A sci-fi film made just like they used to.
Moon tells the story of Sam Bell (Sam Rockwell), the sole inhabitant of a lunar mining base coming to the end of a three year contract. Having spent so much time alone, he is, naturally, enormously lonely, and speaks to himself for company. His only companion is a computer called GERTY (wonderfully voiced by Kevin Spacey), who assists Sam in running the base.
Rockwell puts in the performance of a career, and does astoundingly well as Bell. The character feels thoroughly lived in, and it’s so easy to believe that he’s spent three years up here, all alone, so craving human contact of any kind that he touches the screen that he touches the screen showing his wife long after the message has ended and her image has faded. It is a one man tour-de-force, as while other characters appear briefly, it is Rockwell that occupies 99% of the screen time, and he never once loses your investment.
There’s also the fact that Moon looks, to my mind, simply stunning. The base was very clearly once cold and clinical, but now that has faded and been replaced by a very lived in feeling. Little touches like the coffee stains in GERTY’s coffee-cup holder make this film seem fantastically real. Director Duncan Jones has a real talent for hauntingly beautiful shots, and the shots of the Earth from the Moon are some of the best. At one point, there is a sot of Sam, sitting in one of the lunar trucks, sitting, looking up at his home, and all he wants is just to be able to go there. When he cries out “I just want to go home”, your heart will bleed for him.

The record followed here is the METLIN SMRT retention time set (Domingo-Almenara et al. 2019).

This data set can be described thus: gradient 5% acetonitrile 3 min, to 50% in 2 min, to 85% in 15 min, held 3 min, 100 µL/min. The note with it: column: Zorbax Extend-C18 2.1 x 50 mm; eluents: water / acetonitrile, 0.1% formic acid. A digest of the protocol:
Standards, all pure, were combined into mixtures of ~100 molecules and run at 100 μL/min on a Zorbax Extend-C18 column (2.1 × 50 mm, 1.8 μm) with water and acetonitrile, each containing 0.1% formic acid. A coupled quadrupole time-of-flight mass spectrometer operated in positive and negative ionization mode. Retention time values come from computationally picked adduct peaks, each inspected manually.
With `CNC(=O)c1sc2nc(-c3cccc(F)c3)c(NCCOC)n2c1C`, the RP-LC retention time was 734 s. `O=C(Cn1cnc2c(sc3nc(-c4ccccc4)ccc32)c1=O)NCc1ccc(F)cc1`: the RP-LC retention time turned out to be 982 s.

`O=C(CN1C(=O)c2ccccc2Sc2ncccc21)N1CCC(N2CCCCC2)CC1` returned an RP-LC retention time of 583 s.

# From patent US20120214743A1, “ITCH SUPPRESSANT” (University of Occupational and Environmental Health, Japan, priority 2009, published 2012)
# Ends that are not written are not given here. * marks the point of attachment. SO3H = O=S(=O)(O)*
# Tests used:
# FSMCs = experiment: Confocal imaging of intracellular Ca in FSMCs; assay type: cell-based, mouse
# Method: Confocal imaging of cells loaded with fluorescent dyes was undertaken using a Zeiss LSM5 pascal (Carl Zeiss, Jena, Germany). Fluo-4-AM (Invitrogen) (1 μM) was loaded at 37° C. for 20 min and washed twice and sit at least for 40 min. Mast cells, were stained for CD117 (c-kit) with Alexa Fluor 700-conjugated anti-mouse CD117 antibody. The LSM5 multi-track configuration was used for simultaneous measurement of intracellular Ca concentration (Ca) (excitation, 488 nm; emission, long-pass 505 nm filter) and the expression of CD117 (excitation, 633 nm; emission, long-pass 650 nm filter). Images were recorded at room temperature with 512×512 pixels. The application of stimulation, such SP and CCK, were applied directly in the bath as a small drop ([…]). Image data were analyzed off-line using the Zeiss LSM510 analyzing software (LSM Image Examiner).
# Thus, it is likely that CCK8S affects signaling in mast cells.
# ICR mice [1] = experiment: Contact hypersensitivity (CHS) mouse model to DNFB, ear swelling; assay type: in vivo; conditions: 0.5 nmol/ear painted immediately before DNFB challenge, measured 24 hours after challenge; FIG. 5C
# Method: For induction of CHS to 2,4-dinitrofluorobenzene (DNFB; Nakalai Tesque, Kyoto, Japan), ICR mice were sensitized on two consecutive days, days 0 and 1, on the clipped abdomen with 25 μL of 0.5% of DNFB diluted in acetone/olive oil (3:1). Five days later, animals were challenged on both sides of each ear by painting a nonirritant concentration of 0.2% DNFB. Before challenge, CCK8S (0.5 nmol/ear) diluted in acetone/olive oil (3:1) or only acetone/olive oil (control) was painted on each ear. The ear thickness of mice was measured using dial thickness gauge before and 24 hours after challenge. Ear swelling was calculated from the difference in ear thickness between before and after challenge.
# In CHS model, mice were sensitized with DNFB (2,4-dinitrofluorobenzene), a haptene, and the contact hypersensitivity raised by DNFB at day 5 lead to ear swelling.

The Clint Mansell soundtrack perfectly underscores the growing feeling of generalised unease, that something is not quite right – very non-specific, but very real, nonetheless. It’s difficult to really get into what makes Moon so great without spoiling it, as the reveal of what is wrong comes relatively early in the film, and this film is far too good to be spoiled. Suffice to say that Moon is thought provoking, clever, and, ultimately, heart-breaking.
When I went to see it today in the cinema, I was surprised to find the film packed out. There wasn’t a spare seat to be found by the time the film started. I suspected (correctly, as I later determined) that most of the people there had tried to go see Harry Potter but it was sold out. I was therefore delighted when, afterwards, I overheard so many groups of people talking about how amazed they were by the film. It seems like Moon may, bizarrely, benefit from being released along side a box office smash. If it means more films like Moon get made in the future, then that’s fine by me.
To put it simply, Moon is the best film on release at the moment, and a sci-fi classic that can readily be mentioned alongside 2001: A Space Odyssey, Blade Runner or Outland. With a tiny $5million budget, the production team have worked wonders and produced what is possibly the finest sci-fi film of the decade. Simply put, go and see this film. You will not be sorry. A+.